Statistical Profiling Extension for ARMv8-A

The Statistical Profiling Extension is an optional feature in ARMv8.2. This article will provide an overview of the Extension, describe how it works, and the advantages it provides over other profiling mechanisms.

Recently, Will Deacon posted a request for comment (RFC) on support for the Statistical Profiling Extension to ARMv8-A, in the form of a Linux perf PMU driver. One of the first, and most obvious, questions posted in response was:

Can you give a little high level overview of what exactly [the Statistical Profiling Extension] is?

I am grateful to Will for writing a high-level overview of the Statistical Profiling Extension in response to this question; one which I shall now unashamedly plagiarize – and expand on – for this article.

What is profiling?

Before diving into the details of the Statistical Profiling Extension, let's first ask: what is profiling? Wikipedia provides a high-level definition of profiling in computer programming:

… a form of dynamic program analysis that measures, for example, the space (memory) or time complexity of a program, the usage of particular instructions, or the frequency and duration of function calls. Most commonly, profiling information serves to aid program optimization.

Software engineers optimize their software to reduce execution time and improve efficiency, allowing better utilization of the available resources, and extract the true performance of the system.

It’s relatively easy to measure the execution time of a program using a stopwatch, or power consumption using a meter. So why employ sampling? The answer is that to improve execution time the engineer has to understand why the program takes as long as it does.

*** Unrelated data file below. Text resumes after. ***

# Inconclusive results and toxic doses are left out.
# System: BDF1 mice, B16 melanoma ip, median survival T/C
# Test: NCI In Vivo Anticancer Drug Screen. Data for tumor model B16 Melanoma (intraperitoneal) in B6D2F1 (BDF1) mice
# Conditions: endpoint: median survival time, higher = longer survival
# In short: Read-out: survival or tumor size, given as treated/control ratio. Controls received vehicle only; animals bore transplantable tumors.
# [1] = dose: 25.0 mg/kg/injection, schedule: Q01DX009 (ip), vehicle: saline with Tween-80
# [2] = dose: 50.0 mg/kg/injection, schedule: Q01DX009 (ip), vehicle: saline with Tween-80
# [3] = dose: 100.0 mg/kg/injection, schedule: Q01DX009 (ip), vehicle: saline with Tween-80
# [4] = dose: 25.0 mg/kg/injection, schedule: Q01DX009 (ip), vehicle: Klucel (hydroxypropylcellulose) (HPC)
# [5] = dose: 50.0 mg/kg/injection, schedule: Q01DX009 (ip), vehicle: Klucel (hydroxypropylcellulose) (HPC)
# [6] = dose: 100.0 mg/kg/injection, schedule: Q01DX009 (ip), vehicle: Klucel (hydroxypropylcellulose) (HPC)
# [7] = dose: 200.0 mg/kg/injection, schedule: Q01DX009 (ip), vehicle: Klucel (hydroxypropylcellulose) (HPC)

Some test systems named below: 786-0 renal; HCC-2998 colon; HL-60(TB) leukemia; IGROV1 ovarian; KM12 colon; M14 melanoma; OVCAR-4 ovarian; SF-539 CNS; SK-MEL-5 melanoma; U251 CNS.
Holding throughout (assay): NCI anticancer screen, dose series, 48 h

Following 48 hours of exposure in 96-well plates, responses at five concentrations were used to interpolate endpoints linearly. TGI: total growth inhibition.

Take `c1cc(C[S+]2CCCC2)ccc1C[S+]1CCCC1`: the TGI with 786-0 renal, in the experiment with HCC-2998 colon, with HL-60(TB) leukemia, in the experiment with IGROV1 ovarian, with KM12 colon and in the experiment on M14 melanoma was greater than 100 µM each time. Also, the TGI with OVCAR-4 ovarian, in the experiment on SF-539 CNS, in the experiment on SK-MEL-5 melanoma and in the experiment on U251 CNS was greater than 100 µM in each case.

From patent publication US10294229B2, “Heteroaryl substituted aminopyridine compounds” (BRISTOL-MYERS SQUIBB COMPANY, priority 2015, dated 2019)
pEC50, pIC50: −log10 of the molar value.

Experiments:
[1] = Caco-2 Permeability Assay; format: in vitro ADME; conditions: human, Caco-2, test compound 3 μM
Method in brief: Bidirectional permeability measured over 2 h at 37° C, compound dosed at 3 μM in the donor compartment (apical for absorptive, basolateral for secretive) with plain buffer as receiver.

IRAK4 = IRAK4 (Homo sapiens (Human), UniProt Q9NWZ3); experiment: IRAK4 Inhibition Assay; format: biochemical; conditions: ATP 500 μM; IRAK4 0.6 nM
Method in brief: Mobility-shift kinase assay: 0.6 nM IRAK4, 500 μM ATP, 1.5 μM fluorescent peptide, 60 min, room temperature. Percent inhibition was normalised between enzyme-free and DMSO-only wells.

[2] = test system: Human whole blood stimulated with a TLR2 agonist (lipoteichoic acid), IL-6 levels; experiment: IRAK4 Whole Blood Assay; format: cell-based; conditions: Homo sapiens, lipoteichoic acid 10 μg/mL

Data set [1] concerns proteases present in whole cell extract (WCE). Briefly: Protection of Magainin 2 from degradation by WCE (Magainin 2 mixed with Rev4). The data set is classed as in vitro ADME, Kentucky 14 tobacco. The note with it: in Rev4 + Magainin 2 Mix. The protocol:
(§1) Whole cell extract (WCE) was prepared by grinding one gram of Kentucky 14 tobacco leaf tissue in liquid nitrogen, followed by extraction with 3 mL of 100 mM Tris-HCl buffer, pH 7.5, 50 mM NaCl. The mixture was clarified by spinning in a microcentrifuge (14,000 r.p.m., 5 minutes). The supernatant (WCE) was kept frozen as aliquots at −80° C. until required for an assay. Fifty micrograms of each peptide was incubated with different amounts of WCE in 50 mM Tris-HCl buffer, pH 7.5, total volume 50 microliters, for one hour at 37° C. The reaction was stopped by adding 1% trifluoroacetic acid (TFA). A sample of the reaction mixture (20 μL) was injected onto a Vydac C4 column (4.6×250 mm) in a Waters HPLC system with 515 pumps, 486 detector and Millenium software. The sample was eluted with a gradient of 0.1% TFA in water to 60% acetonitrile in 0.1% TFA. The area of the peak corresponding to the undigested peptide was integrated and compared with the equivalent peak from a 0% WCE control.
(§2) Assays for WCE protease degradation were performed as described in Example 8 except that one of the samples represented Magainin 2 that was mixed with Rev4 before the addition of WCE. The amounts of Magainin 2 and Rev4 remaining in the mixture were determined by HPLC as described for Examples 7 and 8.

Traditional techniques use performance counters to achieve this. These performance counters count particular events in the processor, such as cache misses or branch prediction failures and from the number of these events the engineer might be able to characterize their program.

The problem is that programs are very large, and processors can execute billions of instructions every second. So that useful insights into program execution can be gained, and to direct optimization efforts to the right places, we must:

  • Reduce the data about the program to a manageable size.
  • Extract detailed information that attributes performance problems to code.

The Statistical Profiling Extension employs a method for profiling called sampling. Again, Wikipedia helps us out with a definition:

… sampling is concerned with the selection of a subset of individuals from within a statistical population to estimate characteristics of the whole population.

Sampling addresses both these issues: the dataset is reduced, and sampling enables more detailed measurement of each sample than would be possible when examining the whole population.

This is something that is possible with today’s hardware. By using a timer and sampling the program counter and hardware performance monitors (HPM) event counters at regular intervals, that is time-based sampling, a profiling tool can find hot-spots in programs and examine how events vary over time, during different phases of the program.

Figure 1: Time-based event sampling with ARM DS-5 Streamline Analyzer

It is also possible to use event-based sampling:

  1. Program the performance counter to count the interesting event.
  2. Set the counter to a negative number.
  3. Configure the counter to generate an interrupt when the counter wraps through zero.
  4. Sample the program behavior when the interrupt is taken.

However, this suffers from a problems of skid and blind spots. It takes time for the counter to increment for the event, generate the interrupt and take the interrupt, during which the processor has advanced from the instruction that generated the event. For high-performance processors, this skid can be hundreds of processor instructions, meaning the data is not as useful as the engineer wanted. Furthermore, if interrupts are masked at this point, the interrupt cannot be taken until unmasked, creating blind spots. Event-based sampling can determine roughly where the event occurred, but not precisely where.

High-level overview of the Statistical Profiling Extension

So how does the Statistical Profiling Extension help with this? To explain, let’s start by explaining what Statistical Profiling does. (And here is where the plagiarism of Will’s article begins.)

The first problem for sampling is the definition of the population. For the Statistical Profiling Extension, the processor selects from the population of operations that are executed by the processor pipeline, typically after decoding instructions. Depending on the implementation, these are either: